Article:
A recent movie series called Divergent depicted a dystopia that created five factions: Abnegation (selflessness), Dauntless (bravery), Erudite (intellectual), Amity (peaceful or charitable), and Candor (honest or just) or Divergent (a unique combination of traits that thinks for the whole more seamlessly). This movie’s premise made me wonder: What faction would a modern day doctor belong to?
I recently wrote a piece, “Physicians will take back the beside.” One paragraph seems to ignite many interesting interpretations and emotions. The most interesting was a pre-medical student who felt betrayed by her new order reading the last paragraphs. She struck me as well read and passionate. She felt the entombing of the world of medicine and the failure of the medical society to rise and engage to keep open the stone rolling over the certain grave. The statement, “Physicians should not fight politicians or economist or insurance companies. Physicians should carry on business as usually having and sharing moments of intimacy to remind society what they truly seek in a doctor,” struck a cord and made her feel that I was supporting poor leadership within our order.
Far from it.
As I reflect upon the faction that best exemplifies a physician I conclude we try to tap into all five factions. Society may want to argue that physicians are not so noble and do not exemplify such traits any more than anyone else in society but that is not what the order is selecting for. Any medical school application must constitute elements of abnegation, dauntlessness, intelligence, amity, and candor. I testify that all attributes are demonstrated in any interaction with any patient at all times throughout a day. That is the role we play within society. It is the role we select future physicians for.
Such traits certainly can make great leaders, but my argument is whether the recipe for a physician makes an equally strong politician, economist or actuary. It is not a measure of intelligence or passion or leadership to say a physician makes a great physician and a lesser politician, economist or actuary.
Then what is our role at the table as physicians? Our role remains to serve society with insights and recommendations into well-being. Our role is to help humanity avoid and weather suffering. Our role is to defend against one of a very few inalienable occurrences; Death comes for us all. Physicians are to help ward off suffering and death.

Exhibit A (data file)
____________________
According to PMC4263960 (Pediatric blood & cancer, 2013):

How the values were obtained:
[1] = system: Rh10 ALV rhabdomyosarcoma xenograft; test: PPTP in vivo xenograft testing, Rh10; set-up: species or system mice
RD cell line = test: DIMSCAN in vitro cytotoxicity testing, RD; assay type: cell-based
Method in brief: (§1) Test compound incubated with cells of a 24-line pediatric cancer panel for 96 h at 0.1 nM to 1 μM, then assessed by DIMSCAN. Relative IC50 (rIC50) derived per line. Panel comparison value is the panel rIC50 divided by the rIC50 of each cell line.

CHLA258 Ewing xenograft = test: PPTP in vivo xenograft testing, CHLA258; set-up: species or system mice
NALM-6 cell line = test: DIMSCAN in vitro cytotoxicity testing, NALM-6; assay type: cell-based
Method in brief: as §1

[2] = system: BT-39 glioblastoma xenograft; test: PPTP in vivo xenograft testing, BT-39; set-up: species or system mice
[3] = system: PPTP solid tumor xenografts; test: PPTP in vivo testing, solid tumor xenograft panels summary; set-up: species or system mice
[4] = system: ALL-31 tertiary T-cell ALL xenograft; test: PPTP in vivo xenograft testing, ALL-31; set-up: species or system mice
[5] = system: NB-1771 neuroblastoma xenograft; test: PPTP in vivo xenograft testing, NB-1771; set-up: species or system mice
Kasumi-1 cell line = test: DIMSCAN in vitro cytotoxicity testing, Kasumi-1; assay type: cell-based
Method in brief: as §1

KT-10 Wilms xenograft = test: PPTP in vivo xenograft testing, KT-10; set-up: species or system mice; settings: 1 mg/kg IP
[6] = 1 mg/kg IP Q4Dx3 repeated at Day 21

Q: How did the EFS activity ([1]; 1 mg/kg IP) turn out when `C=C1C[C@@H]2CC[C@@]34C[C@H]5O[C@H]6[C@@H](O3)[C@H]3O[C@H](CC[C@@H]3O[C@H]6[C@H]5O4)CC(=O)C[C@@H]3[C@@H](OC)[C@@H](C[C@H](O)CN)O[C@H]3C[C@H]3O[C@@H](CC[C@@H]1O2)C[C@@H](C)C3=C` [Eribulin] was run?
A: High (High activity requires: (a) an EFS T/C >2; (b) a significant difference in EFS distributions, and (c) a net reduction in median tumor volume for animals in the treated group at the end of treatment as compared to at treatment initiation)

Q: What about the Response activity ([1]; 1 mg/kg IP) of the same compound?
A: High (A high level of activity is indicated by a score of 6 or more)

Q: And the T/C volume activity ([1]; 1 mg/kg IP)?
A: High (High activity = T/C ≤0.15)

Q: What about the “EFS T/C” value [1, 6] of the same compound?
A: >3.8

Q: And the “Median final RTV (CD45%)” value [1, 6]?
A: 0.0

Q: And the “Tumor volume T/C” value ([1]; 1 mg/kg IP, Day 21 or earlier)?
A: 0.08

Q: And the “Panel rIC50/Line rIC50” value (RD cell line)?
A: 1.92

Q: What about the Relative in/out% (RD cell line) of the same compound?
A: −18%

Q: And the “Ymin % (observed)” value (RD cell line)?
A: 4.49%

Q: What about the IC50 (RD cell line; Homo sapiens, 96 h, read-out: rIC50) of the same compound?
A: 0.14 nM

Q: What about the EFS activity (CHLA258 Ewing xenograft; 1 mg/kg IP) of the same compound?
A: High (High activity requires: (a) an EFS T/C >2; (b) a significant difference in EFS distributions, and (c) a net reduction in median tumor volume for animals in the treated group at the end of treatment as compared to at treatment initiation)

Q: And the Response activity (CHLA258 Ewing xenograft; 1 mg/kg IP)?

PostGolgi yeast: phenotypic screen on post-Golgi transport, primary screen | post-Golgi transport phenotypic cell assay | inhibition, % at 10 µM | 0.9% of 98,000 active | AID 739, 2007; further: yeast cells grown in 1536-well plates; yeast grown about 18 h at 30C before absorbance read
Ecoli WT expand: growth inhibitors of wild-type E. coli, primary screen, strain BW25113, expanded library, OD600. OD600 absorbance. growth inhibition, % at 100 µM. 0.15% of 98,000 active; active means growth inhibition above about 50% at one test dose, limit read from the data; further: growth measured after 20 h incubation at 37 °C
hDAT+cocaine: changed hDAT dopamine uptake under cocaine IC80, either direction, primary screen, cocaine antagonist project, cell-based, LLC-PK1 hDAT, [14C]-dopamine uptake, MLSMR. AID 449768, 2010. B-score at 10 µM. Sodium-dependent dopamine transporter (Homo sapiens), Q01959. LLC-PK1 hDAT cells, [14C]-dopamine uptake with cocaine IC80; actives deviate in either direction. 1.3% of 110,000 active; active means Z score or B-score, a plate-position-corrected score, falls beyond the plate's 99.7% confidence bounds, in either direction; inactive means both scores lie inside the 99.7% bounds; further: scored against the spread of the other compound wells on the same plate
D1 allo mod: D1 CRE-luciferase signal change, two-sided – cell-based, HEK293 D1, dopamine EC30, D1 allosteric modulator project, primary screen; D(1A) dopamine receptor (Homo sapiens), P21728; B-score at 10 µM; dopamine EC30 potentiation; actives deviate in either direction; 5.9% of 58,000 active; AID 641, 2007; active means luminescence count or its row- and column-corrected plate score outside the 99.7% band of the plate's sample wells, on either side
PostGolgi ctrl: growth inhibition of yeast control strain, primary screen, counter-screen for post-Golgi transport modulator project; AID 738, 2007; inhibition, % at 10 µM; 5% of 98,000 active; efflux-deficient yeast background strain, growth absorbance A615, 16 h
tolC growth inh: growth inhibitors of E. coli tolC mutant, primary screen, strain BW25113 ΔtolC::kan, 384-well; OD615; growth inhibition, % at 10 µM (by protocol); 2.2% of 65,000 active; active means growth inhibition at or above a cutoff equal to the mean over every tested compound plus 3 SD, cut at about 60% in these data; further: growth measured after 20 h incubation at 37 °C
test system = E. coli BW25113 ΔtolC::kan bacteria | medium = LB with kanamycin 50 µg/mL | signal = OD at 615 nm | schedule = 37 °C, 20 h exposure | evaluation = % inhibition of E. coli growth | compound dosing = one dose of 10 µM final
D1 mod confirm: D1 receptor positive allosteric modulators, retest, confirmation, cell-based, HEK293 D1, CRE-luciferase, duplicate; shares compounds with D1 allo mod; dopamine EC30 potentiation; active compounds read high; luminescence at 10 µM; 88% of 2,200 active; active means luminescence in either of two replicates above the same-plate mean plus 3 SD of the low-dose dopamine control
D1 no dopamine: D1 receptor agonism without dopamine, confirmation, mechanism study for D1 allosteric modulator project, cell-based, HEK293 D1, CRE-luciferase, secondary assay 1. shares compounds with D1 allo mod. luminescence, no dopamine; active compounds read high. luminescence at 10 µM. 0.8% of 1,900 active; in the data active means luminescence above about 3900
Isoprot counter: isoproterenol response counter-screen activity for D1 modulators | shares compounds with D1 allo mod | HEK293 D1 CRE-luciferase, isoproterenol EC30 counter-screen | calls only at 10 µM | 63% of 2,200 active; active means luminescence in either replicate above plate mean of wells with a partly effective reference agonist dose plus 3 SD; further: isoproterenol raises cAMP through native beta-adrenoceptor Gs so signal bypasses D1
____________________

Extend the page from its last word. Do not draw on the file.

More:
What is our leadership role rooted in? It is rooted in the bedside posture and the human journey. If you are not at the bedside, you are a technician or a researcher or an administrator. If you are going to represent those at the bedside and speak of their interest as it pertains to the bedside, then you speak of those things that preserve the bedside moments and the well-being of the greater society. What is happening at the bedside? A lot is happening at the bedside. It has always and will always be happening unless we let it go for other definitions of a physician. Any doctor has a story about the bedside. They did not get it filling out paperwork, typing on a computer, running for office, or writing policies. They got them because they were doctoring.
What I see when a council meets and a physician is included, is the council turns to the physician and asks, “How does this help you to help humanity?” It is not different than the role a spiritual leader may have at the table. The spiritual leader is not defending his right at the table nor his role as a leader. He is defined by what he is within society and what he does for society without defense.
What faction would a modern doctor belong to?
Do not declare identity towards a leadership role that does not encompass the order. This is not an invitation to not lead. This is an awareness that we lead by doctoring. We are divergent.
We can lead best from where we stand best. We can lead from the bedside. Lead with your best trait and embrace it for the good of society.
Jean Robey is a nephrologist who blogs at ethosofmedicine.
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